The conservative watchdog group Judicial Watch first raised concerns earlier this year that the U.S. embassy in Kiev run by then-Ambassador Marie Yovanovitch had created an "enemies list" by ordering the monitoring of social media accounts of prominent Americans last year when the Ukraine scandal about Joe and Hunter Biden first surfaced.

After a protracted legal fight, the State Department released memos to the group last month confirming the embassy did in fact monitor the accounts of 13  Americans, including Fox News personalities Sean Hannity, Laura Ingraham and Lou Dobbs, the president's son Don Jr., his lawyer Rudy Giuliani as well as this reporter, whose articles in The Hill first shined a light on the Bidens' possible conflict of interests in Ukraine.

The April 1 email was among those released, but it was heavily redacted to hide the statements showing the monitoring was ordered shut down specifically because it violated the law.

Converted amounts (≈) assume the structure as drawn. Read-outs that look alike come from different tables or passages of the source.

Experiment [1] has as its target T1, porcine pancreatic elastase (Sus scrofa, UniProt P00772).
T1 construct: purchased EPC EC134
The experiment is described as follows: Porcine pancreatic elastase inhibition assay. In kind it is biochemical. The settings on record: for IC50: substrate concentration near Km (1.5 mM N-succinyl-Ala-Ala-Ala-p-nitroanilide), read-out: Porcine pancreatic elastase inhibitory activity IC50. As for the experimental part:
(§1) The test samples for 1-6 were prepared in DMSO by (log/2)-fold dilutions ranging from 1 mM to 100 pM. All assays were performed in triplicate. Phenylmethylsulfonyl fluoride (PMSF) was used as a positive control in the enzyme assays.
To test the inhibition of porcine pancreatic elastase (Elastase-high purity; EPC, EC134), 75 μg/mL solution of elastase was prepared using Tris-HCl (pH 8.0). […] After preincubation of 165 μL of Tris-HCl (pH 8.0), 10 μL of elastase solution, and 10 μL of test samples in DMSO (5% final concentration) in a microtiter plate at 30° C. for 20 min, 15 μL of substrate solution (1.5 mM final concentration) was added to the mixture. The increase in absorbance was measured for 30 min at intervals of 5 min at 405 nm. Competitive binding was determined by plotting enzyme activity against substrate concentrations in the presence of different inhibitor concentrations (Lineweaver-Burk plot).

Tom Fitton, the Judicial Watch president, accused the State Department of editing the documents to hide the truth from the American people.

"It looks like this material was blacked out not for legal reason but for political reasons: namely to help Joe Biden," Fitton said. "Judicial Watch first exposed this illicit spy operation against Trump world, and the coverup of this material by the State Department for over a year is inexcusable. Our lawyers will review this new material and consider the legal ramifications."

You can view the redacted memo here.

And here is the unredacted version.

The possibility that U.S. officials in Ukraine and Washington were monitoring perceived critics of Joe Biden in the American news media first surfaced last winter during the Trump impeachment proceedings.